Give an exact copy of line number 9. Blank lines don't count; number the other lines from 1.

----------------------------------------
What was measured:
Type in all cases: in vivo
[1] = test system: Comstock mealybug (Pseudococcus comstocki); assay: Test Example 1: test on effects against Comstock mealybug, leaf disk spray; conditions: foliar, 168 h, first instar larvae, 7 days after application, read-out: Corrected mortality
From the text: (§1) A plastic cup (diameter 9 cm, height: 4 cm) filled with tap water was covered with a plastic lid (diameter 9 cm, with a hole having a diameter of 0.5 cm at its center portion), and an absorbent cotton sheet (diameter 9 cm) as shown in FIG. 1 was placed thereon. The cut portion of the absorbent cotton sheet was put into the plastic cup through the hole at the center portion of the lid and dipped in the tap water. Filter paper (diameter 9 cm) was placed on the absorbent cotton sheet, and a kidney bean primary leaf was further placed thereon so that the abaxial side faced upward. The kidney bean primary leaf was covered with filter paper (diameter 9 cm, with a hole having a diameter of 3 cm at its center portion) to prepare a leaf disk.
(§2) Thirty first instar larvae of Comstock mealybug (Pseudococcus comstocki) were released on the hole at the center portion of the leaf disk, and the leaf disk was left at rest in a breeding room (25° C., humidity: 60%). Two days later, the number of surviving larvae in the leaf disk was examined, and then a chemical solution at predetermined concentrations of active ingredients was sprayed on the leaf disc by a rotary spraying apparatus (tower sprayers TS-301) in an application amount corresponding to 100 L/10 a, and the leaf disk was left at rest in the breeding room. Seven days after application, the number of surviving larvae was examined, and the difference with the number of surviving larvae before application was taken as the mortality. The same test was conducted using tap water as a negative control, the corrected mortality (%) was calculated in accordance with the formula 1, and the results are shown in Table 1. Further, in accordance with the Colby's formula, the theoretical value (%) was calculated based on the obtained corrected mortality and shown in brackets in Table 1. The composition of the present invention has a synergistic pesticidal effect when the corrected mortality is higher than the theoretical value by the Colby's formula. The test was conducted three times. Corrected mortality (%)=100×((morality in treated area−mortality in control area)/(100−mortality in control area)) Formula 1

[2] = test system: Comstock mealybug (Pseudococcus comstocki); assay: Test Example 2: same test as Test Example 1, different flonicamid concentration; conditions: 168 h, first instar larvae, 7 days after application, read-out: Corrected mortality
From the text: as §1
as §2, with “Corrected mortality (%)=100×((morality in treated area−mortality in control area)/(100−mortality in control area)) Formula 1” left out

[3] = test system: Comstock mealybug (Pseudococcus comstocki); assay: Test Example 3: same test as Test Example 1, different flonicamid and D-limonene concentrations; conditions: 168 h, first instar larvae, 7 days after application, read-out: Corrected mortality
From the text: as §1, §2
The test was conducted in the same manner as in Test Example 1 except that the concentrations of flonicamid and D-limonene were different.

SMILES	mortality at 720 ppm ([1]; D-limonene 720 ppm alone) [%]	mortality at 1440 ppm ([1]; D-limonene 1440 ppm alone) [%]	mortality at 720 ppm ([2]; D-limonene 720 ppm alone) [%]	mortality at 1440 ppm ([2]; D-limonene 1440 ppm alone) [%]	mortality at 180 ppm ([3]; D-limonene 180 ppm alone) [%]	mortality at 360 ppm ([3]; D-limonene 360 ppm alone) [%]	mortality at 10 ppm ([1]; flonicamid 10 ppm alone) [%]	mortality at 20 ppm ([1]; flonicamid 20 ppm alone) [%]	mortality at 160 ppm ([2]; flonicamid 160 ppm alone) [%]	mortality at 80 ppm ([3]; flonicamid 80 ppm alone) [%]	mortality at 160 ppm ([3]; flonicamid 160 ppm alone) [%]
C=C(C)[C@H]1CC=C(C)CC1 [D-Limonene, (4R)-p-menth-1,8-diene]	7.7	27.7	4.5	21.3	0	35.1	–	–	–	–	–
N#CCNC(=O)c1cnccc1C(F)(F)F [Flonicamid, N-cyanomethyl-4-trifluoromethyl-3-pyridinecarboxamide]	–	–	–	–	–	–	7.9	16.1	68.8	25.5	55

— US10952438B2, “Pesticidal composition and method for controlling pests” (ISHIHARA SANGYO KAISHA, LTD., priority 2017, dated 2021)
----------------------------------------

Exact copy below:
[3] = test system: Comstock mealybug (Pseudococcus comstocki); assay: Test Example 3: same test as Test Example 1, different flonicamid and D-limonene concentrations; conditions: 168 h, first instar larvae, 7 days after application, read-out: Corrected mortality